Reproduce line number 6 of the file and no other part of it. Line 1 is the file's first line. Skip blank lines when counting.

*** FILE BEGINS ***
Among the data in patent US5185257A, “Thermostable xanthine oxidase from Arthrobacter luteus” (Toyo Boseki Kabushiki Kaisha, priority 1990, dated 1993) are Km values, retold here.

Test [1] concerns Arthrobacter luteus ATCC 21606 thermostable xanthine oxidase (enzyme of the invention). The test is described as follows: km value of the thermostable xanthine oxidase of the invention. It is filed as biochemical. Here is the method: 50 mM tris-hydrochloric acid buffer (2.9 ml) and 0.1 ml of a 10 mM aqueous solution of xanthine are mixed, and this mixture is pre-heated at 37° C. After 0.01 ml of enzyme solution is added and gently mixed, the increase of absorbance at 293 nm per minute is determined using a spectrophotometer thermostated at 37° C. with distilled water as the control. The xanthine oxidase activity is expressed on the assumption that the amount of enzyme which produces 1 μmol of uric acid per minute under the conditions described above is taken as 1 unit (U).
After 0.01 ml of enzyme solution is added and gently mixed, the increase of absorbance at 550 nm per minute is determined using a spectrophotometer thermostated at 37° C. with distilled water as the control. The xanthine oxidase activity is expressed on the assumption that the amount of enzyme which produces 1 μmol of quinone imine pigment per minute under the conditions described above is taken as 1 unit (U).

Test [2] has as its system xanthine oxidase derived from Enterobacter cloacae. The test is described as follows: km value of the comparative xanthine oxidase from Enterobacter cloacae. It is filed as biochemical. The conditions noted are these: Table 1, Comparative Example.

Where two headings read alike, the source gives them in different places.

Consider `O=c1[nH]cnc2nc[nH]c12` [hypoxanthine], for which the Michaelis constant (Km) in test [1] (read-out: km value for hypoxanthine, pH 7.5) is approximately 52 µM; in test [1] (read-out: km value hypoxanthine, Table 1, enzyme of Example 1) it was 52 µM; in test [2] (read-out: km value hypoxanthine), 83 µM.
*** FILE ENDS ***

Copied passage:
Consider `O=c1[nH]cnc2nc[nH]c12` [hypoxanthine], for which the Michaelis constant (Km) in test [1] (read-out: km value for hypoxanthine, pH 7.5) is approximately 52 µM; in test [1] (read-out: km value hypoxanthine, Table 1, enzyme of Example 1) it was 52 µM; in test [2] (read-out: km value hypoxanthine), 83 µM.